The acoustic resonance method has the potential to detect liquid-vapor and liquid-solid phase transitions over a broad range of temperatures and pressures. The versatility of the technique is an advantage for measuring reservoir fluid properties, particularly for opaque oils that cannot be analyzed with conventional visual methods.

In this work, the acoustic resonance method is used to detect liquid-vapor and liquid-solid phase transitions from reservoir fluids. The expected trend in the resonance frequency is established from acoustic and thermodynamic theory as well as experimental observations. The predicted trend is then used to screen the AR measurements for resonance frequencies that correctly identify phase transitions.

Although experiment and theory did not match well, the screening procedure correctly identified liquid-vapor phase transitions in all cases. However, a significant number of false transitions were also identified. The results for liquid-solid phase transitions were less conclusive because independent measurements were not available.


Phase transitions play an important role in every stage of oil production and their significance for oil and gas production is well known. In a gas condensate reservoir, liquid drops out of the reservoir fluid below the dew point and is left unrecovered1. In an undersaturated black oil reservoir, the appearance of a gas phase results in low recovery1,2. Wax and asphaltene precipitation, two examples of liquid-solid transitions, can cause operational difficulties and necessitate costly treatments3,4.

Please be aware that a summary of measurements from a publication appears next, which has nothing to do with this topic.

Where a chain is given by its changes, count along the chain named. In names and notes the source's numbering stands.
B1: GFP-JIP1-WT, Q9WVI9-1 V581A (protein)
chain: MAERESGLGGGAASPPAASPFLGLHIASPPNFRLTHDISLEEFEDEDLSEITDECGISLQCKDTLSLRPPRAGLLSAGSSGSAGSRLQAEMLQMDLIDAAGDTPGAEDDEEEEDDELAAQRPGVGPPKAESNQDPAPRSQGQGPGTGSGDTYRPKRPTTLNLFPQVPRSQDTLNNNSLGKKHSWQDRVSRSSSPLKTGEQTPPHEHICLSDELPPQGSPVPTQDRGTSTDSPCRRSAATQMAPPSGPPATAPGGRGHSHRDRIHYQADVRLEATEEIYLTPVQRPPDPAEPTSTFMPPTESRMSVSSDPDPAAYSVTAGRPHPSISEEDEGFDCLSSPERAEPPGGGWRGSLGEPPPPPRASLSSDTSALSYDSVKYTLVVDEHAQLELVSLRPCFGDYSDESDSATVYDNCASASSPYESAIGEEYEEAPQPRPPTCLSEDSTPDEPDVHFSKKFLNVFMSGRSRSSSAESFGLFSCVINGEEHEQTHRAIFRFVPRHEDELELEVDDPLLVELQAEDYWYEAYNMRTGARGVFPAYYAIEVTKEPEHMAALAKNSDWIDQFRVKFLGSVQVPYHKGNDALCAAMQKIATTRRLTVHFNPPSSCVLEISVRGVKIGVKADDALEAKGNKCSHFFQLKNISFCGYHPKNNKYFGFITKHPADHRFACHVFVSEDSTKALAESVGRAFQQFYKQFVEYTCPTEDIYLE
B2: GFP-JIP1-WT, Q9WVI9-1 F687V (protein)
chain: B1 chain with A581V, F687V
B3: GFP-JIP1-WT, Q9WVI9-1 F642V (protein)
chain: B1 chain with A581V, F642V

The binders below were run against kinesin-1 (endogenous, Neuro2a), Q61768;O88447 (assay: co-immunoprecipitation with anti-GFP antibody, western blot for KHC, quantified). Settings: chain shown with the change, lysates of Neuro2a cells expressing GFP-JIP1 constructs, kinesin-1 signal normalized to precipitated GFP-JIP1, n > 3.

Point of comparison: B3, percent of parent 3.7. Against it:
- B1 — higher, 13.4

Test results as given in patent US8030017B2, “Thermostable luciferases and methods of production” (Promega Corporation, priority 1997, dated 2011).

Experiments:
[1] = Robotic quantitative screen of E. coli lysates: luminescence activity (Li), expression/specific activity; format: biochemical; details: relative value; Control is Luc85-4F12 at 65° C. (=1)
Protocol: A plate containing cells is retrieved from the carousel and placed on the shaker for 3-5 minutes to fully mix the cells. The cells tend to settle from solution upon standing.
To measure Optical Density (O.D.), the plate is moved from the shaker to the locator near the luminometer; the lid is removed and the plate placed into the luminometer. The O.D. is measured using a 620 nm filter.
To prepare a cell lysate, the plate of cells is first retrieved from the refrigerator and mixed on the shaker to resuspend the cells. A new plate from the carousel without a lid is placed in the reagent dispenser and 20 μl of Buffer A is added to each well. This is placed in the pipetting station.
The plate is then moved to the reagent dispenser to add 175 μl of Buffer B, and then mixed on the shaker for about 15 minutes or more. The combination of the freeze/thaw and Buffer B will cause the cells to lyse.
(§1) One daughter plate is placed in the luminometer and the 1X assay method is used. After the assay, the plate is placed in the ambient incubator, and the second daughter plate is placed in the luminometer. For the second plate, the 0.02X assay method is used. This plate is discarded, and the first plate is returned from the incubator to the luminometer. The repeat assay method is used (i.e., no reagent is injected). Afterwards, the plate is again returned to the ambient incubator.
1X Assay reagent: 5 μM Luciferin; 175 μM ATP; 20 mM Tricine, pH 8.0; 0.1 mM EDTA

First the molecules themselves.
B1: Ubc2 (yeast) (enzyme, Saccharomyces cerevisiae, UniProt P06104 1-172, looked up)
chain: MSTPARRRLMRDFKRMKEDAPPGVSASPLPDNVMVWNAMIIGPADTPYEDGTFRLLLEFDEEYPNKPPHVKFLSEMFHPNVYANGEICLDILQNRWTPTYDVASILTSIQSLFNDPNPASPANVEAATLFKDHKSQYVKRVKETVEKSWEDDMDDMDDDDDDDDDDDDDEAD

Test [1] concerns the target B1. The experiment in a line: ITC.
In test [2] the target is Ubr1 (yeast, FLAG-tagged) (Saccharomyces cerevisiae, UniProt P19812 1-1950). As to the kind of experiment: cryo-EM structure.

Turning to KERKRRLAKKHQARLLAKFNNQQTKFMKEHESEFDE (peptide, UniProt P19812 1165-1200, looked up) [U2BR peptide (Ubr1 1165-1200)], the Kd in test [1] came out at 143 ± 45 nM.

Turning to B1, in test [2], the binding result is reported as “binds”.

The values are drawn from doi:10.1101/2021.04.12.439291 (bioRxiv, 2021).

The visual method is often used for the detection of liquid-vapor transitions. For the detection of liquid-solid transitions, the techniques of light transmittance5, electrical conductivity6, refractive index7, viscometry8, and flow loop test9 have been reported. Most of these techniques are designed for titration tests and are limited to low temperature and pressure conditions. A versatile technique for detecting phase transitions over a wide range of temperature and pressure conditions has yet to be found.

In this work, the acoustic resonance (AR) method is used to detect both the liquid-vapor and the liquid-solid transitions from reservoir fluids. This technique is based on the observation that the sonic speed in a fluid shows a distinct change at a phase transition. To detect a phase transition, a fluid sample is placed in a cylindrical chamber and the resonant frequencies of the fluid filled chamber are measured as the pressure or temperature of the chamber is adjusted. Since the resonance frequency is approximately proportional to the sonic speed in the fluid, phase transitions can be identified by measuring the change in resonance frequency.

The AR method has been implemented on an apparatus developed at Hycal Energy Research Laboratories Ltd. Although phase transitions have been identified before with the apparatus 10,11, an experienced operator has always identified the resonance peaks by inspection. A systematic approach and a more rigorous error analysis are required before the technique is ready for general use.

In this paper, a screening procedure is developed to identify the resonant frequencies based on their expected behavior. The expected resonance frequencies and their response to changes in temperature and pressure are found from acoustic and thermodynamic theory.

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